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How much does your major matter? Not as much as you think
Kate Silver, Schools.com writer | September 30, 2014
College majors don't always define your career path; what's often more important is what you want to do and what you've done along the way.
When Marie Artim considers potential hires for 8,000 positions each year with the management training program at Enterprise Holdings Inc., she's not necessarily looking for people who opted for a business or management career track in college. Rather, Artim, who is vice president for talent acquisition with Enterprise, says she's more concerned with the goals, skills and experiences of each person.
"We don't really look at the major so much as what someone is looking to do career-wise, and also what they've done along the way," she says.
While the program has a definite business slant, Artim says that she offers positions to many liberal arts majors, communications majors, math majors and others who graduated without a clear career track. "We really look for people that are interested in learning to run a business, they're entrepreneurial in nature, they want to deal with people," she explains. "It's a training program, so it allows us to really kind of open that up at the top and welcome all different backgrounds and majors."
Communicating experience is key
This hiring strategy is just one example of what can matter to employers beyond a candidate's education. Artim says she values "soft skills," including a proven history of teamwork, customer service experience, project management, leadership, multitasking and critical thinking. But it's not just important to have those skills. It's vital that a prospective employee can communicate what he brings to the job.
"Practice and really spend some time getting help understanding how to best articulate those transferable skills," she recommends. "That's what we find the most, is that the history major doesn't know how to articulate the things that they've done that would be good for them in a world like ours because they don't know how to connect the dots."
Although it might not feel like it to every job-hunting recent grad, there is a wealth of opportunities for students who opted for a major that doesn't feed into a direct career path, according to Mimi Collins. Collins is the director of communications with the National Association of Colleges and Employers, a professional association based in Bethlehem, Pa., that connects colleges with companies that are interested in hiring new graduates. She says that retail, the service industry, insurance, teaching, marketing, information services, writing, editing, graphic design and sales are just a few of the common industries she sees hiring recent grads. And the hiring process, she adds, goes far beyond academic record.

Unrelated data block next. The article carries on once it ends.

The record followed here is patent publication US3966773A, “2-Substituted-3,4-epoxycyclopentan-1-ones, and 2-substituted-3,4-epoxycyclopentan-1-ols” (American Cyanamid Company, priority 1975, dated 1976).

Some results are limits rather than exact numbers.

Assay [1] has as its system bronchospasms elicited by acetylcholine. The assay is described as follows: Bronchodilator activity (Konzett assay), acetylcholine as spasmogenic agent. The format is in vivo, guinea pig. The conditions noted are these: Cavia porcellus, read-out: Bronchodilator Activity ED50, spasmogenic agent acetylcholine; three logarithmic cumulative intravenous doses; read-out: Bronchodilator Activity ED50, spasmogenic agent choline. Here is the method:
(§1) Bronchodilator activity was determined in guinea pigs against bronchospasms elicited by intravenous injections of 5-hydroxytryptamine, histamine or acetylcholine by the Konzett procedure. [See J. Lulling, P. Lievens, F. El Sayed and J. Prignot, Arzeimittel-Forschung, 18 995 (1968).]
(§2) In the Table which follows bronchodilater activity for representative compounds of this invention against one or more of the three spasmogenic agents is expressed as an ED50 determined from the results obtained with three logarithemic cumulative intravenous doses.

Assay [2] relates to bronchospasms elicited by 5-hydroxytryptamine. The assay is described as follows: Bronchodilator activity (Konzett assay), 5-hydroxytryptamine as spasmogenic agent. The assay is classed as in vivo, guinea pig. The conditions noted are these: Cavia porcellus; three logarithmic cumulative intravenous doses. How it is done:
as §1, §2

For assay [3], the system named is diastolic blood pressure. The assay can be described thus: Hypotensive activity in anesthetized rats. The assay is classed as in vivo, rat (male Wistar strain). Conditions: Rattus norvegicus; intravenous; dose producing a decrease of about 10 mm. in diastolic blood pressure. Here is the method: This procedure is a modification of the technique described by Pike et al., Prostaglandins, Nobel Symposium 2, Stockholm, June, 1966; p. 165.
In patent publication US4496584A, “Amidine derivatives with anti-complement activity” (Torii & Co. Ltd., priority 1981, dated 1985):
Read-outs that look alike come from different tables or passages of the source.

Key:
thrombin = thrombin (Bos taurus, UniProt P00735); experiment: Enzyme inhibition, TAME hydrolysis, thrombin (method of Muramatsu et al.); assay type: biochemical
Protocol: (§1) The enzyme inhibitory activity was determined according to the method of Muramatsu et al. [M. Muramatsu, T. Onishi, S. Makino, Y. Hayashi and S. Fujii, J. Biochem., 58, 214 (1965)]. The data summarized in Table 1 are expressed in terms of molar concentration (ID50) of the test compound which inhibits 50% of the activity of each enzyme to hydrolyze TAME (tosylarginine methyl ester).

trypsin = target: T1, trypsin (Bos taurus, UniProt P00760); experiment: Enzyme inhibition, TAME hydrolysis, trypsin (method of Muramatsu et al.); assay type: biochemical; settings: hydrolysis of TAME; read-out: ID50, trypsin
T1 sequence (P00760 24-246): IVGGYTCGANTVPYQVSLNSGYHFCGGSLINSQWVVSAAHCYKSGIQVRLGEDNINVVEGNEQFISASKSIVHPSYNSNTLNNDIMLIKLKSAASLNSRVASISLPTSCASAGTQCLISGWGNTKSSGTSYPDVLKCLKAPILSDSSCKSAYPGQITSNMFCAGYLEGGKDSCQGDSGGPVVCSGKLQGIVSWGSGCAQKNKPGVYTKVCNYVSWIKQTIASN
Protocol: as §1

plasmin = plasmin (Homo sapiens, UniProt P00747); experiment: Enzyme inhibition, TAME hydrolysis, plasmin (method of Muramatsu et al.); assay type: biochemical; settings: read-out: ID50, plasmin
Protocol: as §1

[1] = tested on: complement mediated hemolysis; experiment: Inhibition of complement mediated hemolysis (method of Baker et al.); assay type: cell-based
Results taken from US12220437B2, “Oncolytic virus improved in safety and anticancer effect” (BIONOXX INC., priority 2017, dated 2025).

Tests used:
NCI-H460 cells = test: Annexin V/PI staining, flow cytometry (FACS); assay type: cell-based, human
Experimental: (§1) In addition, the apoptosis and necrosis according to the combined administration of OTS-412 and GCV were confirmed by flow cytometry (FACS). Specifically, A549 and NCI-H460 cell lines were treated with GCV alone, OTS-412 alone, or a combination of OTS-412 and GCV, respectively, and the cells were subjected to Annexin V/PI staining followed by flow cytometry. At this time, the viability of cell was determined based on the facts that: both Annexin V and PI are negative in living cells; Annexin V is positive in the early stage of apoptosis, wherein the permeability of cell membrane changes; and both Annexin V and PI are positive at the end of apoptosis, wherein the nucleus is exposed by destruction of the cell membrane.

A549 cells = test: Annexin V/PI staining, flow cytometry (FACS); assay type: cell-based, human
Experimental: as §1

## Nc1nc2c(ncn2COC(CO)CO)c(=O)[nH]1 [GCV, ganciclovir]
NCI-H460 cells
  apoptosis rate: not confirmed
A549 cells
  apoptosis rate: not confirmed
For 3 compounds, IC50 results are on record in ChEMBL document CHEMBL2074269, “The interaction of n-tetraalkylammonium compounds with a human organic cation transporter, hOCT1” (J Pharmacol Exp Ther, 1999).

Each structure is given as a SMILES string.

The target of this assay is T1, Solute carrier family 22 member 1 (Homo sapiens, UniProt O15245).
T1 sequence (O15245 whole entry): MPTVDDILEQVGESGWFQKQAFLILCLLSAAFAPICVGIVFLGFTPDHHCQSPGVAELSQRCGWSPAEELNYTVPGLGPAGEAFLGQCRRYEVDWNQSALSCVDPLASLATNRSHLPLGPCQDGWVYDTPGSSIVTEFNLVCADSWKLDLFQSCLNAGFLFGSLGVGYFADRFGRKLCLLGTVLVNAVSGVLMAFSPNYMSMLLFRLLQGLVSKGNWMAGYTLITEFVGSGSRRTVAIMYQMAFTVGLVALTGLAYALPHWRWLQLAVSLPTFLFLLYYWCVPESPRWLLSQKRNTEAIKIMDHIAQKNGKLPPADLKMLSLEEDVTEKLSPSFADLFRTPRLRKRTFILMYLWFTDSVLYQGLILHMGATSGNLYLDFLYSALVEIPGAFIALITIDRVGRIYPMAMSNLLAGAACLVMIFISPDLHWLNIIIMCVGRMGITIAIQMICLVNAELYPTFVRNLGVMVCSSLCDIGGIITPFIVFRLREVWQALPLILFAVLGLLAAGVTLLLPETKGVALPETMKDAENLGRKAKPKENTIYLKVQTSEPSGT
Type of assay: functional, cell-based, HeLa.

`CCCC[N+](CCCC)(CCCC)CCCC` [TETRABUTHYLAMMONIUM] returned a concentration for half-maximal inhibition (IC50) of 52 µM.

"With anyone, there are so many factors at play. No. 1 is the personal qualifications of the candidate," she says. "There's so much beyond just major."
NACE's research, which hones in only on pre-graduation data, finds that students hired while still in college generally had two things in common: They held a paid internship, and they made extensive use of the career services center on campus. "Students who use things like the interview practice workshops with the career center seem to do better than their counterparts who haven't done that," Collins says.
In-demand skills can pay off
Other research shows that acquiring technical skills can increase the appeal of a new graduate to potential employers and even increase starting salary. Burning Glass, a labor market analytics company in Boston, analyzes a database of jobs to determine what's trending, where the emerging jobs are and what skills are needed to get them. According to Burning Glass CEO Matthew Sigelman, recent research has shown that non-career-aligned majors have access to more job openings if they learn a technical skill or pursue an area of specialization.
"What we find is that the core foundational skills that somebody accrues through a liberal arts program, things like analytic skills, research skills, writing skills, are on the top of pretty much every list," Sigelman says. "Here's the thing though: Employers are also looking for graduates to bring with them a range of more specific work skills or technical skills. So people who don't have those are at a disadvantage in the job market."
Sigelman's advice to college students is to take advantage of their college career center early on to find out what skills are in demand. He said students can also figure this out on their own by studying job boards to see what kinds of skills hiring companies are after.
He also emphasizes the value of an internship. "If you want to be able to convince employers when you graduate that you've got those kinds of skills, it's good to be able to put them on your resume," he says. "It's even better to be able to say that I've done that work with those skills."
Kate Silver writes for Schools.com. This article was originally published on Schools.com.